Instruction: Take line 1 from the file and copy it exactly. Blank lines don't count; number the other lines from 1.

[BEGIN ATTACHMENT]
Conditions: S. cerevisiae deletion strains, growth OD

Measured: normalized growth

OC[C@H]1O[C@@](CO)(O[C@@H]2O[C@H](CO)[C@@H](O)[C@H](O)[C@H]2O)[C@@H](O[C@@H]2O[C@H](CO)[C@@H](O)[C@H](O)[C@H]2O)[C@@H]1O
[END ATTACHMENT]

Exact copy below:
Conditions: S. cerevisiae deletion strains, growth OD